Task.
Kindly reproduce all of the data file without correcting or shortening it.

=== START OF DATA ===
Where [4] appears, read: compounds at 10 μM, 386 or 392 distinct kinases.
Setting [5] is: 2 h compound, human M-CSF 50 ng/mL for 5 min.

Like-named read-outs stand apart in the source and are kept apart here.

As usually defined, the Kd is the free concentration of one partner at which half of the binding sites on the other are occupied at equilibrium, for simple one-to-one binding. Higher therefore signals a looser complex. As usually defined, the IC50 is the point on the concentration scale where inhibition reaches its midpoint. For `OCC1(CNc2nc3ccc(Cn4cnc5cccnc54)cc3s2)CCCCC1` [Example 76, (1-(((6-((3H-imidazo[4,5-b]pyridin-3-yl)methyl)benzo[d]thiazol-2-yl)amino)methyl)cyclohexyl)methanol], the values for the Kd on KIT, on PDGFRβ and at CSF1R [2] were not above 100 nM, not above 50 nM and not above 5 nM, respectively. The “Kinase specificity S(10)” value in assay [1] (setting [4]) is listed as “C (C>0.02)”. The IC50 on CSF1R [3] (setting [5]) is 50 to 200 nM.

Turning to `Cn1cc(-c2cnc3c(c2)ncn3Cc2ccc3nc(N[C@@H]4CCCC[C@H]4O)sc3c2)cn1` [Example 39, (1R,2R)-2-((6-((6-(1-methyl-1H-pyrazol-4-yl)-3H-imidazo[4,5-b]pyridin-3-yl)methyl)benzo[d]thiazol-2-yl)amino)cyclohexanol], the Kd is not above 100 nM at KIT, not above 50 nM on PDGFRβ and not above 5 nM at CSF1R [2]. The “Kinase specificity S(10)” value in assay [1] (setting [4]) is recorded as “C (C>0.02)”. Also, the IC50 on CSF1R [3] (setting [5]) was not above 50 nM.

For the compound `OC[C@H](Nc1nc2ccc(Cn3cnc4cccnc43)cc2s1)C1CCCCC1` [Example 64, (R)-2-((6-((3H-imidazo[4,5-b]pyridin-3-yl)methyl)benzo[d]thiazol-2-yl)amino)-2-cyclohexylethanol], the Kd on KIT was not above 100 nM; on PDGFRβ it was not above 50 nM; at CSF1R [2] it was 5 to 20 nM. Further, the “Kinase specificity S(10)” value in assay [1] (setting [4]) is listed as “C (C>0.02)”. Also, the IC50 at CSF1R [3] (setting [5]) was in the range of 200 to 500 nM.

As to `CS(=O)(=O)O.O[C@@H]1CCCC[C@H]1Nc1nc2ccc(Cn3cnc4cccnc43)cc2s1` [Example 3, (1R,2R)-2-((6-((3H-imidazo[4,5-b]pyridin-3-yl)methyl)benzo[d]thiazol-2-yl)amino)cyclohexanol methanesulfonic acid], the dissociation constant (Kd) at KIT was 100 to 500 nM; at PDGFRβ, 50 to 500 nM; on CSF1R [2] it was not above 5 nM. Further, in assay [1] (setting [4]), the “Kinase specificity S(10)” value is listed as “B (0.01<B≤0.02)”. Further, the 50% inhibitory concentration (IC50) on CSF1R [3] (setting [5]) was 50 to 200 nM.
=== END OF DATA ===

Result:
Where [4] appears, read: compounds at 10 μM, 386 or 392 distinct kinases.
Setting [5] is: 2 h compound, human M-CSF 50 ng/mL for 5 min.

Like-named read-outs stand apart in the source and are kept apart here.

As usually defined, the Kd is the free concentration of one partner at which half of the binding sites on the other are occupied at equilibrium, for simple one-to-one binding. Higher therefore signals a looser complex. As usually defined, the IC50 is the point on the concentration scale where inhibition reaches its midpoint. For `OCC1(CNc2nc3ccc(Cn4cnc5cccnc54)cc3s2)CCCCC1` [Example 76, (1-(((6-((3H-imidazo[4,5-b]pyridin-3-yl)methyl)benzo[d]thiazol-2-yl)amino)methyl)cyclohexyl)methanol], the values for the Kd on KIT, on PDGFRβ and at CSF1R [2] were not above 100 nM, not above 50 nM and not above 5 nM, respectively. The “Kinase specificity S(10)” value in assay [1] (setting [4]) is listed as “C (C>0.02)”. The IC50 on CSF1R [3] (setting [5]) is 50 to 200 nM.

Turning to `Cn1cc(-c2cnc3c(c2)ncn3Cc2ccc3nc(N[C@@H]4CCCC[C@H]4O)sc3c2)cn1` [Example 39, (1R,2R)-2-((6-((6-(1-methyl-1H-pyrazol-4-yl)-3H-imidazo[4,5-b]pyridin-3-yl)methyl)benzo[d]thiazol-2-yl)amino)cyclohexanol], the Kd is not above 100 nM at KIT, not above 50 nM on PDGFRβ and not above 5 nM at CSF1R [2]. The “Kinase specificity S(10)” value in assay [1] (setting [4]) is recorded as “C (C>0.02)”. Also, the IC50 on CSF1R [3] (setting [5]) was not above 50 nM.

For the compound `OC[C@H](Nc1nc2ccc(Cn3cnc4cccnc43)cc2s1)C1CCCCC1` [Example 64, (R)-2-((6-((3H-imidazo[4,5-b]pyridin-3-yl)methyl)benzo[d]thiazol-2-yl)amino)-2-cyclohexylethanol], the Kd on KIT was not above 100 nM; on PDGFRβ it was not above 50 nM; at CSF1R [2] it was 5 to 20 nM. Further, the “Kinase specificity S(10)” value in assay [1] (setting [4]) is listed as “C (C>0.02)”. Also, the IC50 at CSF1R [3] (setting [5]) was in the range of 200 to 500 nM.

As to `CS(=O)(=O)O.O[C@@H]1CCCC[C@H]1Nc1nc2ccc(Cn3cnc4cccnc43)cc2s1` [Example 3, (1R,2R)-2-((6-((3H-imidazo[4,5-b]pyridin-3-yl)methyl)benzo[d]thiazol-2-yl)amino)cyclohexanol methanesulfonic acid], the dissociation constant (Kd) at KIT was 100 to 500 nM; at PDGFRβ, 50 to 500 nM; on CSF1R [2] it was not above 5 nM. Further, in assay [1] (setting [4]), the “Kinase specificity S(10)” value is listed as “B (0.01<B≤0.02)”. Further, the 50% inhibitory concentration (IC50) on CSF1R [3] (setting [5]) was 50 to 200 nM.